Most of us subscribe to the idea that sex diminishes in importance as you age. But a study finds this is a myth. Sex is actually good medicine.

When over 6,800 people, average age 65 living in England, reported their sexual activity — any kind of sexual activity — in the previous 12 months, those who had some kind of sexual contact during the year rated life as more enjoyable than those who had none.

Older couples may find it easier to iron out their differences when it comes to sex and other rough patches in their relationships.

Perhaps the finding that may intrigue couples most is what the study found about what men and women really want from sex. For men, intercourse itself was important, but in this study at least, sexual intercourse was not associated with greater well-being for women. Women's enjoyment was based on more subtler aspects of sexual contact, such as kissing, fondling, petting and feeling emotionally close to their partner.

It's not that men didn't enjoy the subtler aspects of sex — they did — but frequent intercourse was clearly more important to them than to women.

Since men and women are often looking for different things from their relationships, it's hardly surprising that they are looking for different things from sex, too. Older couples may find it easier to iron out their differences when it comes to sex and other rough patches in their relationships, because many of them have learned over time to look past their disagreements and focus on the positive.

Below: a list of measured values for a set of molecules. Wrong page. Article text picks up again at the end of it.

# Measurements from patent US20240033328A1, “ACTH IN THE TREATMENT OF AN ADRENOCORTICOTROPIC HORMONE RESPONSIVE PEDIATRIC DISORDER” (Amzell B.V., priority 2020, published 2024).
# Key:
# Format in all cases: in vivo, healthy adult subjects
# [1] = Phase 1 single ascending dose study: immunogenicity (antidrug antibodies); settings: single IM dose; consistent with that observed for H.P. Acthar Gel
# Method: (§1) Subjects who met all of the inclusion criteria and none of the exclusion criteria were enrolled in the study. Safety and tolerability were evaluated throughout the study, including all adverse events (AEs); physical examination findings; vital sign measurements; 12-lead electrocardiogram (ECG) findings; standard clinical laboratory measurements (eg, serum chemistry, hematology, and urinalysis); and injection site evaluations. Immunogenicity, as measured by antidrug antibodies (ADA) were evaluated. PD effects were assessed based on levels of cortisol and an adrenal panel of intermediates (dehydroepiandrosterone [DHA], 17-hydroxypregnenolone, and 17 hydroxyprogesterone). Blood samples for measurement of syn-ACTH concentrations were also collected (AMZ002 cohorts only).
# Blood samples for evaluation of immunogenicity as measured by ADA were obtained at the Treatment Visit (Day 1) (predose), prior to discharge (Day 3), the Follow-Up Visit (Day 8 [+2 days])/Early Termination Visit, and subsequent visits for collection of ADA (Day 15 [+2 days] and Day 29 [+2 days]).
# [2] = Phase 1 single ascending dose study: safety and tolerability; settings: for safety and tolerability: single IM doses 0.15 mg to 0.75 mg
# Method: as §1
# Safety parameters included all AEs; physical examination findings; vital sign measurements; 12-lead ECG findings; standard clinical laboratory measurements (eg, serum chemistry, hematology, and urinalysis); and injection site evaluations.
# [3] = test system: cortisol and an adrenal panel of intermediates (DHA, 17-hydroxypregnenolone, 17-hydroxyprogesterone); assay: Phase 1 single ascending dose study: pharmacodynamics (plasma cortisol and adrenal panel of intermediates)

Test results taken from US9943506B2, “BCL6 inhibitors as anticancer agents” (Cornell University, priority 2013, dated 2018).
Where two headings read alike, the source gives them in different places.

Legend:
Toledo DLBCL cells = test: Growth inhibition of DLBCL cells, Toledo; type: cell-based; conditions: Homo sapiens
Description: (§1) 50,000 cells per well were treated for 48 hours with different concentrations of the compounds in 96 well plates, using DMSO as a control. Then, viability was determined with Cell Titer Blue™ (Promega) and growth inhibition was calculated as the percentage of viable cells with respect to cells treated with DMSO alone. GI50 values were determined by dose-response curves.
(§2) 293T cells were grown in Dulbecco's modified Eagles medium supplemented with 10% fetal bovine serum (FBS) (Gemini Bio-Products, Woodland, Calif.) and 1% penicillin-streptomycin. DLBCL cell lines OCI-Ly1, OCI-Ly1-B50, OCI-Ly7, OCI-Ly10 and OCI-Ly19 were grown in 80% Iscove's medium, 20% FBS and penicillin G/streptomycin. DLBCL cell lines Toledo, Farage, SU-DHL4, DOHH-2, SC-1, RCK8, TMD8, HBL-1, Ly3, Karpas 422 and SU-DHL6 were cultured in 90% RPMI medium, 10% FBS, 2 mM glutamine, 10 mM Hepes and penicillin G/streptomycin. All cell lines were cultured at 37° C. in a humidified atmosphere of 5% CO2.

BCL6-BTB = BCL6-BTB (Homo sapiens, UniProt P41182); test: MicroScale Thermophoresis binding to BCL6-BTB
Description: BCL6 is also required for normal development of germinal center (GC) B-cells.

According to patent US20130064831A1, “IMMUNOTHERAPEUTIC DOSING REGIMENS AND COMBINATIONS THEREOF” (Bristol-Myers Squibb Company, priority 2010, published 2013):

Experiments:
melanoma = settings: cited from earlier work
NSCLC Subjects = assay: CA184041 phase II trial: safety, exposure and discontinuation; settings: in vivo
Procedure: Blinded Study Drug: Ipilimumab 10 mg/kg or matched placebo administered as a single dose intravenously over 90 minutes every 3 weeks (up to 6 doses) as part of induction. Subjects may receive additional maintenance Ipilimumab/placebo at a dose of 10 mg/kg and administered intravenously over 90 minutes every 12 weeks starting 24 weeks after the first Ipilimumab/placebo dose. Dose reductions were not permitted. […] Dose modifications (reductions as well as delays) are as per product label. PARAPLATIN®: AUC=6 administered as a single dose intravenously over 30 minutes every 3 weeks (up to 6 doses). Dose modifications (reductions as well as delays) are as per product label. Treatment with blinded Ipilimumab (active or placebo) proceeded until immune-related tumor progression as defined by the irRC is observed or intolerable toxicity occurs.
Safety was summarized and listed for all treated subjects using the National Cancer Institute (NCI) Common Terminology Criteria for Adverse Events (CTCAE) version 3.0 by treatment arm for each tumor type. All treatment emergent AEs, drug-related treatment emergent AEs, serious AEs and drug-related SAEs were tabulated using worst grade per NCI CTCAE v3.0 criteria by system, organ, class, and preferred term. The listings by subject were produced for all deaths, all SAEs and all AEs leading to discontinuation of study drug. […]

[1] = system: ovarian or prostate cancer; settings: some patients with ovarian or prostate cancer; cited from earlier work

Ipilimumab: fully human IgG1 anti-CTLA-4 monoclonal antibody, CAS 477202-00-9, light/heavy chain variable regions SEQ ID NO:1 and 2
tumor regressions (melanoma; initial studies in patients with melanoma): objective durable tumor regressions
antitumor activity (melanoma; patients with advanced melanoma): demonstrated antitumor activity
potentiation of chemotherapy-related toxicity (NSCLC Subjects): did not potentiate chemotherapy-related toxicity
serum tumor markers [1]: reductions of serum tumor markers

The study's lead author, Lee Smith, was not at all surprised by the results. “Previous research has suggested that frequent sexual intercourse is associated with a range of benefits for psychological and physiological wellbeing, such as improved quality of life and mental health, and lower risk of certain cancers and fatal coronary events,” What he is worried about is doctors' tendency to avoid discussing sex and sexual problems with their older patients.

“Health professionals should acknowledge that older adults are not asexual and that a frequent and problem-free sex life in this population is related to better wellbeing. However, encouragement to try new positions to accommodate physical issues and explore different types of sexual activities is not regularly given to ageing populations.”

Sex is too important to ignore during doctor visits. Doctors should not only ask geriatric patients about their sexual activity, but Smith, Director of Research at the Cambridge Centre for Sport and Exercise Sciences, believes they should also offer help for sexual difficulties — such as problems with erections. “…[S]exual activity helps older people live more fulfilling lives.”

If your doctor doesn't bring up the subject, it's up to you to do it. Don't be afraid to ask your doctor for advice and suggestions.

The study appears in the open access journal Sexual Medicine.